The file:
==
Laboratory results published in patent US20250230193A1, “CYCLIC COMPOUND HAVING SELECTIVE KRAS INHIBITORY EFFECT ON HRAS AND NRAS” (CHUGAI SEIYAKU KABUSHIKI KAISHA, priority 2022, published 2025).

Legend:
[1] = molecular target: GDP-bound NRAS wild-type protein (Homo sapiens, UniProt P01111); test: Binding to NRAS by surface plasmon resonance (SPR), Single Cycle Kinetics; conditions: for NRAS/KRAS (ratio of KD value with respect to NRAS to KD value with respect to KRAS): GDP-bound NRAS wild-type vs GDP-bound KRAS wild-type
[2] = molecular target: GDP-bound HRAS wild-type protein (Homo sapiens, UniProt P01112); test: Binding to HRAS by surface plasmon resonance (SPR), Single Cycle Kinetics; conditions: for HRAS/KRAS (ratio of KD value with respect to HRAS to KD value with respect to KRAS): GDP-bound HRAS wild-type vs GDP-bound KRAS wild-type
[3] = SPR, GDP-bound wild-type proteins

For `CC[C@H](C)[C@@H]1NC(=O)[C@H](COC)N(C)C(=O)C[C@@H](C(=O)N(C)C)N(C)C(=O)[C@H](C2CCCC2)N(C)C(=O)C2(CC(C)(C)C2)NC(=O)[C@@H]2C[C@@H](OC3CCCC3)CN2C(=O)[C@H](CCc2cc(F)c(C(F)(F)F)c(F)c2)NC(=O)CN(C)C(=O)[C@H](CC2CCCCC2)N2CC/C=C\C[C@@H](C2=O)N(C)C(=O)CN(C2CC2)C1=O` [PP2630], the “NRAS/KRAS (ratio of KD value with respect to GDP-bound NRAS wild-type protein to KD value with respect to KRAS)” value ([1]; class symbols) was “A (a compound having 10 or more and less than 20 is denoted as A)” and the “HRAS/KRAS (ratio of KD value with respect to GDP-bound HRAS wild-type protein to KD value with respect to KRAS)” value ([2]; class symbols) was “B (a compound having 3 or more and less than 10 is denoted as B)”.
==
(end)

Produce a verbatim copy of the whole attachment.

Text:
Laboratory results published in patent US20250230193A1, “CYCLIC COMPOUND HAVING SELECTIVE KRAS INHIBITORY EFFECT ON HRAS AND NRAS” (CHUGAI SEIYAKU KABUSHIKI KAISHA, priority 2022, published 2025).

Legend:
[1] = molecular target: GDP-bound NRAS wild-type protein (Homo sapiens, UniProt P01111); test: Binding to NRAS by surface plasmon resonance (SPR), Single Cycle Kinetics; conditions: for NRAS/KRAS (ratio of KD value with respect to NRAS to KD value with respect to KRAS): GDP-bound NRAS wild-type vs GDP-bound KRAS wild-type
[2] = molecular target: GDP-bound HRAS wild-type protein (Homo sapiens, UniProt P01112); test: Binding to HRAS by surface plasmon resonance (SPR), Single Cycle Kinetics; conditions: for HRAS/KRAS (ratio of KD value with respect to HRAS to KD value with respect to KRAS): GDP-bound HRAS wild-type vs GDP-bound KRAS wild-type
[3] = SPR, GDP-bound wild-type proteins

For `CC[C@H](C)[C@@H]1NC(=O)[C@H](COC)N(C)C(=O)C[C@@H](C(=O)N(C)C)N(C)C(=O)[C@H](C2CCCC2)N(C)C(=O)C2(CC(C)(C)C2)NC(=O)[C@@H]2C[C@@H](OC3CCCC3)CN2C(=O)[C@H](CCc2cc(F)c(C(F)(F)F)c(F)c2)NC(=O)CN(C)C(=O)[C@H](CC2CCCCC2)N2CC/C=C\C[C@@H](C2=O)N(C)C(=O)CN(C2CC2)C1=O` [PP2630], the “NRAS/KRAS (ratio of KD value with respect to GDP-bound NRAS wild-type protein to KD value with respect to KRAS)” value ([1]; class symbols) was “A (a compound having 10 or more and less than 20 is denoted as A)” and the “HRAS/KRAS (ratio of KD value with respect to GDP-bound HRAS wild-type protein to KD value with respect to KRAS)” value ([2]; class symbols) was “B (a compound having 3 or more and less than 10 is denoted as B)”.